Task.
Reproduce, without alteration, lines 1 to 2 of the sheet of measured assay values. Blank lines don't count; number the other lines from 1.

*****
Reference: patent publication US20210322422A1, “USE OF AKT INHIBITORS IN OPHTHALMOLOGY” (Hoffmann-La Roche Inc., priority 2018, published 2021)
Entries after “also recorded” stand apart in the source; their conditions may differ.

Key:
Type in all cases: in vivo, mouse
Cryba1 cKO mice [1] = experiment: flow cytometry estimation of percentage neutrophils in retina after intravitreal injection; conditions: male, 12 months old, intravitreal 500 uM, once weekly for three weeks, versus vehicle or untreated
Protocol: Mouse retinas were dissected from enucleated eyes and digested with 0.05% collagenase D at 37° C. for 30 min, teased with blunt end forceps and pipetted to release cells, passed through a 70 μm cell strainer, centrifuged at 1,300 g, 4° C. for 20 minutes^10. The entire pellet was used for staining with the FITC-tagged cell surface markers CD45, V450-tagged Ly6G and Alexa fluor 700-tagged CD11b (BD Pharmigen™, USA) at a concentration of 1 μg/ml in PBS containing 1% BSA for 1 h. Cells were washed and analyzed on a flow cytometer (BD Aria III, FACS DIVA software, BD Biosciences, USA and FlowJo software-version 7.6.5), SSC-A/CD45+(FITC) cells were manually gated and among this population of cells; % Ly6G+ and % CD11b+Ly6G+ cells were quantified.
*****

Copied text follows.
Reference: patent publication US20210322422A1, “USE OF AKT INHIBITORS IN OPHTHALMOLOGY” (Hoffmann-La Roche Inc., priority 2018, published 2021)
Entries after “also recorded” stand apart in the source; their conditions may differ.